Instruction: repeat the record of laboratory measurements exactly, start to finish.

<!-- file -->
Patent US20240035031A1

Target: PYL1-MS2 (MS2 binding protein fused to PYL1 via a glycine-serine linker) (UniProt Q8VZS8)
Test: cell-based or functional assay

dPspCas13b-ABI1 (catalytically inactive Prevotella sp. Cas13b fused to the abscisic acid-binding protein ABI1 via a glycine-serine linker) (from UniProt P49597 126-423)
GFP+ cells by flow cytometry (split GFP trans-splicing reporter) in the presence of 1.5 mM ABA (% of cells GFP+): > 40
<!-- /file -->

Patent US20240035031A1

Target: PYL1-MS2 (MS2 binding protein fused to PYL1 via a glycine-serine linker) (UniProt Q8VZS8)
Test: cell-based or functional assay

dPspCas13b-ABI1 (catalytically inactive Prevotella sp. Cas13b fused to the abscisic acid-binding protein ABI1 via a glycine-serine linker) (from UniProt P49597 126-423)
GFP+ cells by flow cytometry (split GFP trans-splicing reporter) in the presence of 1.5 mM ABA (% of cells GFP+): > 40